Share

Child Caring

This first-born is still a baby herself!

My 13-month- old will hit/try to climb on her 1-month old sister, I keep pulling them apart.... if I have both of them in my arms or the younger one in arm, my oldest is loving to her but as soon as I sit the youngest down, the oldest goes from a loving big sis to a mean sister... I keep telling the older one, "no, that hurts," but I don't now what else I can do. I even put my oldest in her bouncer to try and give them theire own time and I even give them one on one .... but nothing seams to help.... PLZ HELP and on top of it all, my 1month old has a cold, so we're barely getting any sleep :(

From: Kewlgrl, Boardman (Oh? Pa? OK? Wisc? reader doesn't specify)

Continue Reading Below

Dear Kewlgrl,

First things first. At 13 months, your oldest is still a baby herself. When you say, "No, that hurts," she doesn't know what those words mean but she does understand the feelings and emotion behind them, which is undoubtedly some level of unhappiness. So her take-away is that most of the time when she goes near this creature called the baby, "mama is unhappy with me." That will either create resentment/confusion toward the baby, you or both.

Here are some alternative responses:

1. It's great that you are making one-on-one time with the 13-month-old. That would have been my first piece of advice. Do you also label it, "Mom and Jane's time"? Do you have someone else available to run if the baby needs caring for? And do you tell your first-born, "Grandma will take care of the baby. This is time for just you and me." I know I said she doesn't understand words, but it's important to say these words anyway, again, because she does get the feeling behind them and also because it's a good reminder to yourself that you are committed to time alone with her.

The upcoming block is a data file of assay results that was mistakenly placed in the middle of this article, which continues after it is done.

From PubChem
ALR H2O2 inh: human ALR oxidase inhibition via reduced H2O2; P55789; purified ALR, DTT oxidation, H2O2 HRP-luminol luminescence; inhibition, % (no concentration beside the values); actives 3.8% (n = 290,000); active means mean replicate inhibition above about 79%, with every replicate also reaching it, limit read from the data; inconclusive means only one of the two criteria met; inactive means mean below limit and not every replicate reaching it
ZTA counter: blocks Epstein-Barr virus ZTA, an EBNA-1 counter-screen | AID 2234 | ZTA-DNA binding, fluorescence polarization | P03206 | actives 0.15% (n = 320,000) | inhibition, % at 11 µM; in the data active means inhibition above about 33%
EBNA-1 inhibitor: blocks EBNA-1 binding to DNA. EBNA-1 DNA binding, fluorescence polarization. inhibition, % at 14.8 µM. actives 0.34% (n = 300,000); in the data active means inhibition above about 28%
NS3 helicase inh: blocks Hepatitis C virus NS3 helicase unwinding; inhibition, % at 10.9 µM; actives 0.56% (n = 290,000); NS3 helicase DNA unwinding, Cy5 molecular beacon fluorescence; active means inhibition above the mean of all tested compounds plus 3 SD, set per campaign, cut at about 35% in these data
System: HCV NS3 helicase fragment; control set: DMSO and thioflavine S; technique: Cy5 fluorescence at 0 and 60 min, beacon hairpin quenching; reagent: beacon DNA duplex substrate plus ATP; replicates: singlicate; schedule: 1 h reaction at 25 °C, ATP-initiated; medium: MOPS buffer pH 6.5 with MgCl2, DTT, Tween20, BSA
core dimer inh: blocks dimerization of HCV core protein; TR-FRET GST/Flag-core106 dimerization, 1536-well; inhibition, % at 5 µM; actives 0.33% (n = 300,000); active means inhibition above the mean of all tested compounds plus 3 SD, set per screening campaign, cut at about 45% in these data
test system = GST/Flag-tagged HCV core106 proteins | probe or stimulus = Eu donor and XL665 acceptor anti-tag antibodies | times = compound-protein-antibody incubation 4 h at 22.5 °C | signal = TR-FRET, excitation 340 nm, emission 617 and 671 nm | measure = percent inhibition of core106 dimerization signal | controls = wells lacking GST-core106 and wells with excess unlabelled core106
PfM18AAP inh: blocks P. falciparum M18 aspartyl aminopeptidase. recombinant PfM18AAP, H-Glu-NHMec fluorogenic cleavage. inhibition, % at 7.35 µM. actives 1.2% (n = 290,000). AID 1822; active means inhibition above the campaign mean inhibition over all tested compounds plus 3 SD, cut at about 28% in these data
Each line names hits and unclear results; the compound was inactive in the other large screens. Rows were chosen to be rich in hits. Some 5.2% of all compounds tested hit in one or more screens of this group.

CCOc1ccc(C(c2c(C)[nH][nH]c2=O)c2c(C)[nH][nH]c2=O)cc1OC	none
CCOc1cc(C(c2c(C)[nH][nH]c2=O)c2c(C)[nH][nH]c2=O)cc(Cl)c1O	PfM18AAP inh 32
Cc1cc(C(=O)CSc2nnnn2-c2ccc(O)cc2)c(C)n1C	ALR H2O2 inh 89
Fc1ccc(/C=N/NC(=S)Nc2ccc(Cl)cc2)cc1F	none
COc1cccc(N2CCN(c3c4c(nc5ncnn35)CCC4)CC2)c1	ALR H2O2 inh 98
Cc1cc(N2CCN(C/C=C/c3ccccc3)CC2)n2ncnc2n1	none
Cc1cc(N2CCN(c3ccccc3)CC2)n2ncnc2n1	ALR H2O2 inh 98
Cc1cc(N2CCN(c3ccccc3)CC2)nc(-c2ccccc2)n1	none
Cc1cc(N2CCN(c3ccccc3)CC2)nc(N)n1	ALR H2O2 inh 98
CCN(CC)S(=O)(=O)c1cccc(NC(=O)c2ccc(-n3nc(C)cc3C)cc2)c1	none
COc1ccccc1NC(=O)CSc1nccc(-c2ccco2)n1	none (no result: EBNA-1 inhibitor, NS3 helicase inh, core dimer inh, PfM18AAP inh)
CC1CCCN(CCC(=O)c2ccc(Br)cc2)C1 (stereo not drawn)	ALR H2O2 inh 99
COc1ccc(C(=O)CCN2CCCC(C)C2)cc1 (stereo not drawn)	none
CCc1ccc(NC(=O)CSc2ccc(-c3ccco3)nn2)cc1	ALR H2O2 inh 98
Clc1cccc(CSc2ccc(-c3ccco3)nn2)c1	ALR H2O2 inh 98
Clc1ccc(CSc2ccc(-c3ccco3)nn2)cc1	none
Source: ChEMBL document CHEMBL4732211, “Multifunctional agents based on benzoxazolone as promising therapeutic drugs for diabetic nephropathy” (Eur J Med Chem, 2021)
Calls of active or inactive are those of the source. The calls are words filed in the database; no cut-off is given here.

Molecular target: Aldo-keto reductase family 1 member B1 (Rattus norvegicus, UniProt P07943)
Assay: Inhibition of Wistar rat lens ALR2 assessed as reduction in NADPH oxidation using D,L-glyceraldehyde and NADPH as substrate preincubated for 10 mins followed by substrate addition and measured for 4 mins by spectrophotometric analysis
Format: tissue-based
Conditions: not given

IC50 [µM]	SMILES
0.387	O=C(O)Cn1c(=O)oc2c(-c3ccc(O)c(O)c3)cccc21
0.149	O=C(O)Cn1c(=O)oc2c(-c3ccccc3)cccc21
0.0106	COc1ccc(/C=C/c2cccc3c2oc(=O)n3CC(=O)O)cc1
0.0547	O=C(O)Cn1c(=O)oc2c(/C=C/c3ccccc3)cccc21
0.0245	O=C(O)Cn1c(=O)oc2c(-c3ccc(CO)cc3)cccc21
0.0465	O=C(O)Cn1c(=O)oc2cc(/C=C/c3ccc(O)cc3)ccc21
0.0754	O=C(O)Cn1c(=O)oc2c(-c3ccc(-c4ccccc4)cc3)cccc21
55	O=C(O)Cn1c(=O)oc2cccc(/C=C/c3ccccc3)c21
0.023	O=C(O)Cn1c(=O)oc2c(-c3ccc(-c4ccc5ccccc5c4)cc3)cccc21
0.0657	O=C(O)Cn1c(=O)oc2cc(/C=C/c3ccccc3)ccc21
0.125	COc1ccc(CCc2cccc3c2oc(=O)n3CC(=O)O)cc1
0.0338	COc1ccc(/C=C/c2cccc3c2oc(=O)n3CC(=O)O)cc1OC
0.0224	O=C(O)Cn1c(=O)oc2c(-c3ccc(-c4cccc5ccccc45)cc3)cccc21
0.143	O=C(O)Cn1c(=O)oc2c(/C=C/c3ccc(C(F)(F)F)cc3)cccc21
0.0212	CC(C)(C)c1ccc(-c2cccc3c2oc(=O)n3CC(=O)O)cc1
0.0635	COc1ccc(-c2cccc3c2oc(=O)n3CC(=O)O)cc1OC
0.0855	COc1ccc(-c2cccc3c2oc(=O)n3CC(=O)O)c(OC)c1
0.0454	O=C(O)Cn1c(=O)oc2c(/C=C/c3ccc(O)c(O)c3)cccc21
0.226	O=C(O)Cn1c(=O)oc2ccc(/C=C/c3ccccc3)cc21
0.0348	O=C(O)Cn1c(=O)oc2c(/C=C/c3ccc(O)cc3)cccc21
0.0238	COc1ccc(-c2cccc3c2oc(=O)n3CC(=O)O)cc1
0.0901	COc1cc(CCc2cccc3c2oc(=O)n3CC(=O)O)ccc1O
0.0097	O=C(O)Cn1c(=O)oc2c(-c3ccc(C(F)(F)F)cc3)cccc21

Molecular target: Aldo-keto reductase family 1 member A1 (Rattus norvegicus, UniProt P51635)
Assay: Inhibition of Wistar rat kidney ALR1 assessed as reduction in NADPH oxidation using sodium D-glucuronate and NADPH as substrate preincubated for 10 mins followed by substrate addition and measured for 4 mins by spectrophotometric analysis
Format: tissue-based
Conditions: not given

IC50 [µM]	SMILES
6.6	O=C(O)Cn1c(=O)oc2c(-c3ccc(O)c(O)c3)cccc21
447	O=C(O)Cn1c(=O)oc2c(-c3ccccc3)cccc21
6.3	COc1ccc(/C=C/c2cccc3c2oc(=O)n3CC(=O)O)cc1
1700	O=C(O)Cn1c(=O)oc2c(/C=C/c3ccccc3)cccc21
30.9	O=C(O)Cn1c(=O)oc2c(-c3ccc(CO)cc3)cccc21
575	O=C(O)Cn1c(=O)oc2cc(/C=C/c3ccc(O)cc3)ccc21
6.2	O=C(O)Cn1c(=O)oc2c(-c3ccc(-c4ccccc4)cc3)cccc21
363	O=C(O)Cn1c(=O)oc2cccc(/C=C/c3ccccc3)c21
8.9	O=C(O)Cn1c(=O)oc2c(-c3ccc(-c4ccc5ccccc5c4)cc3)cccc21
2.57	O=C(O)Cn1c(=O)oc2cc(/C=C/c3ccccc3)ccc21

2. A big part of your job right now is to be eagle-eyed and eared. u>You cannot leave the two of them alone for a nano-second. At 13-months, your first-born is too impulsive; she could cause hurt in the blink of an eye. That doesn't mean she can't have contact with the baby, but it must be adult-controlled contact. Demonstrate how she can touch the baby by taking her hand in yours and gently guiding it to the baby's leg, for instance (just not the face, for now). Tell her in a soothing voice, "See how soft the baby's skin is? See how you can make nice to the baby?" This kind of role-modeling will rub off over time.

3. Anticipate your first-born's moods and behaviors. Climbing on the baby? Why would you leave the baby in a place where the older could reach her by climbing? I suspect it happens when you are trying to hold them both at the same time. Don't. Too risky. Instead, create as much cuddle time as possible with the first-born and try doing your cuddling with the infant out of the older one's sight. If at any time you think the FB is about to grab the baby, gently and quickly take her arm and move it away, or otherwise distract her: "Oh, you want to make nice to your sister? Here's how," and model yet again what is OK. It is always preferable to teach by positive example than to scold because of a negative behavior.

4. Lastly, as I mention in my book, be honest with her: "Little babies aren't very much fun, are they? When they are little, all they do is poop and pee and cry and eat and sleep." That removes any expectation she might have about the baby as a playmate. Also tell her, "In the beginning, babies take a lot of a mom's time because they can't do anything for themselves." If she does express negative thoughts about the baby, ("No baby!" "Go 'way, baby!"), don't try to talk her out of them. She means what she's saying at the moment and she's entitled to those feelings. Little kids' feelings turn on a Cheerio and they are not predictive of the sibling's future relationship. In fact, I'd name her feelings for her: "Right now, you're wishing there was no baby in our family, aren't you?" That level of empathy will score you lots of points in the understanding and credibility department. Because your first-born is so young, you've got at least a few years of this kind of behavior ahead of you. My advice is as much for you to get yourself into a different mindset as it is for to know how to keep your children safe.

Oh yeah, and did I mention? Cuddle time, cuddle time, cuddle time!